‘Dreadlocks hinted the inevitable’

13 May, 2018 - 00:05 0 Views
‘Dreadlocks hinted the inevitable’ Audius Mtawarira

The Sunday News

Audius Mtawarira

Audius Mtawarira

Bhekumuzi Ncube, Sunday Life Reporter
OLIVER Mtukudzi’s manager Walter Wanyanya was right when he postulated that art is a profession that has no room for retirement but a flexible God-given talent that allows an artiste to venture into different forms of arts as he grows older.

This statement, that he said on the eve of Tuku’s 65th birthday last year has been fulfilled by many veteran artistes like Cont Mhlanga who once retired and bounced back to the industry to produce more amazing projects while the likes of Tuku and Thomas Mapfumo remain audaciously ambitious to compete with today’s glitzy stars.

The latest veteran artiste who seems ready to rock the music market yet again with no signs of stepping out of the industry anytime soon is the successful urban grooves “machine gun”, Audius Mtawarira.

The celebrated Zimbabwean superstar popularly known for recording top selling songs of the heart that include If Only you knew, Can’t Believe and Two Timer recently told Sunday Life that he was ready to take the path of his reggae music idols namely Lucky Dube and Bob Marley, and deliver platinum reggae hits.

This will be shock news to many Mtawarira lovers who understand the singer as an RnB, Afropop, Rap and Soul singer.

However, Mtawarira gave a hint that he was working on some reggae music at the end of last year when he posted a video of himself singing a song titled Ego in the studio. Mtawarira said reggae music has always been a close genre to him as he grew up following the likes of celebrated reggae pioneers namely Maxi Priest, Lucky Dube and Bob Marley. He said him having dreadlocks was a sign or clue that he would someday record reggae hits. He also said that a video of the song Ego was on the cards.

“As far back as my very first album, I have never conformed to any particular genre. I always dabbled in R&B, Soul, Rap, Afropop, Reggae and even Dance. However, right now my main objective is to focus on the reggae genre. It may come as a surprise to most but I grew up listening to Lucky Dube, Maxi Priest and Bob Marley. My transition to a more Reggae feel is me allowing my creativity to flow. The deadlock should have been a clue for what was inevitable. Creatively, I am currently in love with the fusion of Reggae, Dancehall and Afropop,” he said.

“Ego video currently on YouTube that features a friend of mine in America is not the official video of the song. I uploaded that video after receiving numerous requests for the song. I may do a video for this song soon. Lack of publicity has rendered me forgotten to some, but for those who are still keen to listen to Audius, there is definitely something to look forward to,” he said.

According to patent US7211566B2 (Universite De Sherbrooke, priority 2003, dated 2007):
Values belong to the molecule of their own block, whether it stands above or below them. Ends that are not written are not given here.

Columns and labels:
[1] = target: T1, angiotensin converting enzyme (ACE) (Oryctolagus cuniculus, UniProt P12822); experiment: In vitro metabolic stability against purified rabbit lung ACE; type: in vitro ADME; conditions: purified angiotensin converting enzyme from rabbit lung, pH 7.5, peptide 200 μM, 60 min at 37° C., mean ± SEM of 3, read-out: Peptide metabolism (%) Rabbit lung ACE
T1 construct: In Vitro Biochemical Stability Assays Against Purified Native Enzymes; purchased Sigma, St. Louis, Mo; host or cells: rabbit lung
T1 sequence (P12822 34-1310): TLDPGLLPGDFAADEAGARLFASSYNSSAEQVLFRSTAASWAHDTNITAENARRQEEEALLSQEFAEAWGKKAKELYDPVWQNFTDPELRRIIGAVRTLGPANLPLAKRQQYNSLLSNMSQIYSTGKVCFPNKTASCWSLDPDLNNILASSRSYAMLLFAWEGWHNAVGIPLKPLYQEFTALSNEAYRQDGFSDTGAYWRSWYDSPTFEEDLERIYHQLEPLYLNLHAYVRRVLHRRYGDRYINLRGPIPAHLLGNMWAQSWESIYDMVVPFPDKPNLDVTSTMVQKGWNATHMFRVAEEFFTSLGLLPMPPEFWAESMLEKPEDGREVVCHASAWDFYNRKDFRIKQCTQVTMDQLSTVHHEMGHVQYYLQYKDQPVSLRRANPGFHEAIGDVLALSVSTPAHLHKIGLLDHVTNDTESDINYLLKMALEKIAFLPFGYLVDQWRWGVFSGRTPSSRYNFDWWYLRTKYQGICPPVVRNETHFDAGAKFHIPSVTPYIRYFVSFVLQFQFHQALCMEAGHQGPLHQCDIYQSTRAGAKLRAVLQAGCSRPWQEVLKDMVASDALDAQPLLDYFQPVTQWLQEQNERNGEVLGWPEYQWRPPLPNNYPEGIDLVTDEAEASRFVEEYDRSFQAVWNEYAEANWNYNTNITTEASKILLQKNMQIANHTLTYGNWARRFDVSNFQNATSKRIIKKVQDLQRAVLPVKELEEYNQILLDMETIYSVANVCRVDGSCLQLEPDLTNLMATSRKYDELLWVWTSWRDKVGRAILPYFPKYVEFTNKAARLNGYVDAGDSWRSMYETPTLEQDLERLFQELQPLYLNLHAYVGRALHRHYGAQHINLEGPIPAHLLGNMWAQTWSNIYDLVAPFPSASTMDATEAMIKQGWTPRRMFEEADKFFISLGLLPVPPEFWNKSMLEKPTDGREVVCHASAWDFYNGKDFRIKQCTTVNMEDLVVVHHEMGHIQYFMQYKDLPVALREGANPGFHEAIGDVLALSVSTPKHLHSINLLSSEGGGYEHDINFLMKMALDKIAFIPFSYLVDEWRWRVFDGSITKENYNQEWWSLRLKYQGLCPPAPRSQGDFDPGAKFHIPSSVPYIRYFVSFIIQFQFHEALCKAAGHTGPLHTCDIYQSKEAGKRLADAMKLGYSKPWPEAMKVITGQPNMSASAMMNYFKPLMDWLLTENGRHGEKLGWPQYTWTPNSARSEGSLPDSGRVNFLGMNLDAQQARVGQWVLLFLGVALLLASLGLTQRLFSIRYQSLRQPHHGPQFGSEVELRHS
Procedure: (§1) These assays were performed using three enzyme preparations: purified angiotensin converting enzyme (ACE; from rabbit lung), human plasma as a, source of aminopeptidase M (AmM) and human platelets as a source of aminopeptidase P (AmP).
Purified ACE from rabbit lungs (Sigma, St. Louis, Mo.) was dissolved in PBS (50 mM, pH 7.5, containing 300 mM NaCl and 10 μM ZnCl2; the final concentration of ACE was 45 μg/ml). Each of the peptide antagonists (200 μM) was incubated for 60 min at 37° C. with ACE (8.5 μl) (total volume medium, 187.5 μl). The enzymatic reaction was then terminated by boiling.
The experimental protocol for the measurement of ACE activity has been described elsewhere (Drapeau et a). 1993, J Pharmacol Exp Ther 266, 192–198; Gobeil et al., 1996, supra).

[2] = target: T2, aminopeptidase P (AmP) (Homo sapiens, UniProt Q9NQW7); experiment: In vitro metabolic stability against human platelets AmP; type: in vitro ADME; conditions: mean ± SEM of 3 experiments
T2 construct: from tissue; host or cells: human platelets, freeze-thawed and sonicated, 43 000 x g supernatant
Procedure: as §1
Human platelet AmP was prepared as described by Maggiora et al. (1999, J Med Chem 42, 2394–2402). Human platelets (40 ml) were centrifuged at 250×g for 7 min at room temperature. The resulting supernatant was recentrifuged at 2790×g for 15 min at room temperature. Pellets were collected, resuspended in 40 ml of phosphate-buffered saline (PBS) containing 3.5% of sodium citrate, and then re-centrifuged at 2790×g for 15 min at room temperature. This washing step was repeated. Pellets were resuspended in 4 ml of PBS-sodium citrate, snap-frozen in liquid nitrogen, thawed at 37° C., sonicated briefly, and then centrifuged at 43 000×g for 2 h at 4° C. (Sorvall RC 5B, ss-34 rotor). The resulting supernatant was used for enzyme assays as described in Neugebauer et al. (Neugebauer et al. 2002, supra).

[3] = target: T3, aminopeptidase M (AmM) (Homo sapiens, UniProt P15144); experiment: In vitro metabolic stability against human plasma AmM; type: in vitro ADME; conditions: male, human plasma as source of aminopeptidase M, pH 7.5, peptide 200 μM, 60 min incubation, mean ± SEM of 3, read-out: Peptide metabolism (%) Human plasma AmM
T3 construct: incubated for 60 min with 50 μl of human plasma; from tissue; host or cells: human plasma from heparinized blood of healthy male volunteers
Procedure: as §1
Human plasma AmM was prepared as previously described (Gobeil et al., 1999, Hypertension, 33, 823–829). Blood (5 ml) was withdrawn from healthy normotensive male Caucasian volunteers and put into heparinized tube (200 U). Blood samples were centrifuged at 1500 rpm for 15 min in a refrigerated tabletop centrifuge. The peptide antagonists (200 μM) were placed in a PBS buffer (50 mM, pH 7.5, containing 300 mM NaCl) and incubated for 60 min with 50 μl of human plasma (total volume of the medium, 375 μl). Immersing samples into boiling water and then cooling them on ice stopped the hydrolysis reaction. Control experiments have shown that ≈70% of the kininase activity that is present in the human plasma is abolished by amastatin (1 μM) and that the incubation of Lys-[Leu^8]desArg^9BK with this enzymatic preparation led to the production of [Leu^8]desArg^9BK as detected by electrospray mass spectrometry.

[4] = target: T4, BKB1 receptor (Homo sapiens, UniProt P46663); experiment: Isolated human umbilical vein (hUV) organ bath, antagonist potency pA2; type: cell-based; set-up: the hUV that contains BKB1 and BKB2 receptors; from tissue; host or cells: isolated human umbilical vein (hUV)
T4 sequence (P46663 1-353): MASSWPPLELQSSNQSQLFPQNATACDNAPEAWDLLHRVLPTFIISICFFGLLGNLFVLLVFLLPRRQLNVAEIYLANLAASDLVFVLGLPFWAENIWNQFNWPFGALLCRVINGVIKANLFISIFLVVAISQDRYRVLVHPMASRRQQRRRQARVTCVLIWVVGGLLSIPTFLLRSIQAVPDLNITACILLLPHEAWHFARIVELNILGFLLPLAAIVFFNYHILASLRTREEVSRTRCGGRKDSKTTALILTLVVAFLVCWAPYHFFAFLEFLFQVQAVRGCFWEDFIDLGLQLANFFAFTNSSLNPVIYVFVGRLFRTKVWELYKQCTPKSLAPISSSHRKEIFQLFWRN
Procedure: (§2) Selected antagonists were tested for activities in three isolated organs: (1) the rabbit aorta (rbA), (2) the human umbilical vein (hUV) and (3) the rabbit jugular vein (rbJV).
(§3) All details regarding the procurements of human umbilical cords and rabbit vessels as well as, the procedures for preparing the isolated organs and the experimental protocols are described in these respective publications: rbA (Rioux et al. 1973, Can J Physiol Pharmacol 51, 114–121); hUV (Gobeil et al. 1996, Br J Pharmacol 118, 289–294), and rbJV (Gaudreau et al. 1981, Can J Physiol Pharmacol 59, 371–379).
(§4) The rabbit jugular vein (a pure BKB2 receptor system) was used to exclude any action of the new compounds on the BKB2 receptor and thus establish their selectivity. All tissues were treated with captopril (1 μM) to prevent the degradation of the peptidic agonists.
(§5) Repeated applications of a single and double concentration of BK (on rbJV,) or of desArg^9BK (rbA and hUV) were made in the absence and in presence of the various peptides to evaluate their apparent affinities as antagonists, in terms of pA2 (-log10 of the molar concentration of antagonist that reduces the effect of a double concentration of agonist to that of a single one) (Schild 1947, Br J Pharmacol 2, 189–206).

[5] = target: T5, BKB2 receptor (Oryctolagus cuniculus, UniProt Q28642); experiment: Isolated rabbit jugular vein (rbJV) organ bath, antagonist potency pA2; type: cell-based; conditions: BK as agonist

Mtawarira said he has continued making music even though many people believe he has been silent. He said he is entitled to writing songs for a global market and there was no room to retire.

“I’m a notorious hit-maker, unfortunately my efforts are often spread a little thinly across the globe. I have a commitment to my publisher to continue writing songs for a global market. Some of my work is not in the commercial music scene so may go unnoticed. Please keep an eye on my websitewww.audiusonline.com for my work to date,” he said. “As an artiste my focus has always fallen shy of expectations and it is with great regret that since 2001 the Zimbabwean music scene has seldom been a priority in my career. The informal music publishing system and often deregulated monetisation streams for artistes in the past troubled years being the reason. Because of my love for music, affection for my country and existing fan base — I’ve continued to write and release music in Zimbabwe,” he said.

The multi-platinum selling artiste said he will remain in the arts industry for passion and to make sure that he gave his family a beautiful life. He said all his efforts are a way of being a great father to his children.

“To be honest, being a father is all I’m doing. My efforts at the moment are all focused on securing and maintaining the best well-being of my family even if that means writing more number one hits in Australia. I play a lot of golf for health and relaxation. My publishing company called Blindfaith in Zimbabwe also keeps me occupied in my efforts to assist the careers of talented Zimbabwean artistes, producers and writers. Blindfaith currently has an amicable relationship with Universal Music Publishing in South Africa. We are geared to feed talent through their resources to put Zimbabwean creative on the regional and international platform,” he added.

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